The EEOC has just announced another case settled involving “vulnerable” workers – right here in New York’s summer playground for the global super-wealthy. The settlement – for $582,000 – resolved a sexual harassment lawsuit by eight women against a commercial laundry service in the swanky Hamptons.
In an October post, I noted that one of the priorities under the EEOC’s Strategic Enforcement Plan (SEP) is protecting “vulnerable” workers. And I said “think Henry’s Turkey workers — who were ripe for exploitation.”
I described a case settled then by the EEOC which illustrated the EEOC’s commitment to vulnerable workers, a case which involved two potato packing companies in Colorado which allegedly permitted the sexual harassment of female workers by a supervisor.
In the similar, newly-settled suit, the EEOC alleged that the “manager physically and verbally sexually harassed multiple women who worked at the facility. Over the course of several years, the manager regularly touched them on their buttocks, hips, and backs, forcibly kissed them and made comments about their appearance and body parts. … The workers were all recent immigrants from Mexico or Central America who did not speak English and were largely unaware of their rights. …”
As I noted before, workers are “vulnerable” to discrimination and harassment for many reasons and in many situations, but usually where they are powerless and have low-status jobs. They may fear running afoul of immigration laws; they may be unable to speak English; they they may be physically isolated in the job, be it in a field or in an empty warehouse. Or perhaps they are mentally or developmentally challenged.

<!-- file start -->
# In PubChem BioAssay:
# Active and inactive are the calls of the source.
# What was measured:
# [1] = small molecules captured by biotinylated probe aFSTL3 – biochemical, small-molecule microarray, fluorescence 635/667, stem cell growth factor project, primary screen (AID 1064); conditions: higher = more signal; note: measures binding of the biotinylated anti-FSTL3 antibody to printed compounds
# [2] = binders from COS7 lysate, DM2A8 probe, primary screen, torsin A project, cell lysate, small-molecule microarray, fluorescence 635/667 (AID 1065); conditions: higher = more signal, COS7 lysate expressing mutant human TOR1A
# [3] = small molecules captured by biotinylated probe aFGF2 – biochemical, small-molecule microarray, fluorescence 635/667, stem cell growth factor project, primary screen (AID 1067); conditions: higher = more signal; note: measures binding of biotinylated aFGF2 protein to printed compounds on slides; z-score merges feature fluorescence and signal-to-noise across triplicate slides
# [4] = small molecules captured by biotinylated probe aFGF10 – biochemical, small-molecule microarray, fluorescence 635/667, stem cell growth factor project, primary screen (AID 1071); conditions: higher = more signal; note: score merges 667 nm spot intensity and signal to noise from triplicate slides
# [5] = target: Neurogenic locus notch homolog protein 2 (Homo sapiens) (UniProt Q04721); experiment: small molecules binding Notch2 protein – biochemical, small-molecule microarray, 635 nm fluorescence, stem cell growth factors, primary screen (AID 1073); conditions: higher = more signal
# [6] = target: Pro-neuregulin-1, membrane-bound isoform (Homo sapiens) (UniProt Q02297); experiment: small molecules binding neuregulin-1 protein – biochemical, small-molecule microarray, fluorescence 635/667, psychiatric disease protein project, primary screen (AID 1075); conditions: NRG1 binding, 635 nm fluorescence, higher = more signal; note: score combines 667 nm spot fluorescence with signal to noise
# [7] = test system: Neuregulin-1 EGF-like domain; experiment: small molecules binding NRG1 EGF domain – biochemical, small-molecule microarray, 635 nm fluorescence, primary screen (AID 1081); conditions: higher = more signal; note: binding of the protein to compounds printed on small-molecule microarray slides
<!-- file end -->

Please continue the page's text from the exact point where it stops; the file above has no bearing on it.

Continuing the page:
These laundry workers seem to fit the bill all too well.
As to the new settlement, the EEOC General Counsel reaffirmed that “This resolution represents yet another example of EEOC’s efforts to end discriminatory workplace practices against vulnerable workers who often live in the shadows of the economy.”
Apropos the current national hysteria about immigration, which poses as a “debate,” I could not stop thinking about how this case nicely illustrates just who is doing the most menial work in this country — the work that “Americans” do not want to do — and who is benefiting.
And who is most vulnerable.